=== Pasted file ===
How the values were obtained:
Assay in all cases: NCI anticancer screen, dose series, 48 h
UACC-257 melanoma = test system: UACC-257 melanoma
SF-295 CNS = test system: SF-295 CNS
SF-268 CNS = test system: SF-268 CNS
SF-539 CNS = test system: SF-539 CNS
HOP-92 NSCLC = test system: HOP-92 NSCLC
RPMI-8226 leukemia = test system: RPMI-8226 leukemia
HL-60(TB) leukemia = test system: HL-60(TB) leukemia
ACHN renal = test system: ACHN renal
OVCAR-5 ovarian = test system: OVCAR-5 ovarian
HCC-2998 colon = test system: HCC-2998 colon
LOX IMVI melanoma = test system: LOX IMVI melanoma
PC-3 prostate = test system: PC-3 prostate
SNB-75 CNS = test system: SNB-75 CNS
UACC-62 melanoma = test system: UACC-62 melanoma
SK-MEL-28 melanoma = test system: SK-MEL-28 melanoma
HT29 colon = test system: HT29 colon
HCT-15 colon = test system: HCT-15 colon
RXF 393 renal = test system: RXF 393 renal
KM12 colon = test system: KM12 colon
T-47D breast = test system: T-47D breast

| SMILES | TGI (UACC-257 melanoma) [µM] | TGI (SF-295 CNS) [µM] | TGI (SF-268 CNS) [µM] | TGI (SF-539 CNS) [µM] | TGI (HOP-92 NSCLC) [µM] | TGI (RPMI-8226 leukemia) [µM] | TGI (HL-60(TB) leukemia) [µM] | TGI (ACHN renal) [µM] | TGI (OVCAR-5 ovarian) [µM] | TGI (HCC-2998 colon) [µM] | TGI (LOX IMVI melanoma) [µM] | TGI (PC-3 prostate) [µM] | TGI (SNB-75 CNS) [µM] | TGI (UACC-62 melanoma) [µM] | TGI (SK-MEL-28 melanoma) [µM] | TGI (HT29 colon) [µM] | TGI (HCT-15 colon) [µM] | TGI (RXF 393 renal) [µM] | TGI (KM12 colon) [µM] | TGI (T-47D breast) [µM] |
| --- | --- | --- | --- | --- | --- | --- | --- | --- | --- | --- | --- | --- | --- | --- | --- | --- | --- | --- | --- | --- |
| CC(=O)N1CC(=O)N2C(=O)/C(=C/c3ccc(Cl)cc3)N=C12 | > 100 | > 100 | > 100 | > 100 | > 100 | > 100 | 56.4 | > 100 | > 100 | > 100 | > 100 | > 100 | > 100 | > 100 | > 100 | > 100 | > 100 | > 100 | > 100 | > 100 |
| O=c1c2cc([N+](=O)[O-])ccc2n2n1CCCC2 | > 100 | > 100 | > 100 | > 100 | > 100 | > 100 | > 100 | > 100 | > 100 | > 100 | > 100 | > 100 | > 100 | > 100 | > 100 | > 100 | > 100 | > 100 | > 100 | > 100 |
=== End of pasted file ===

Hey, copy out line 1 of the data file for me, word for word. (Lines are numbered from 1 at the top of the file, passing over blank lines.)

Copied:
How the values were obtained: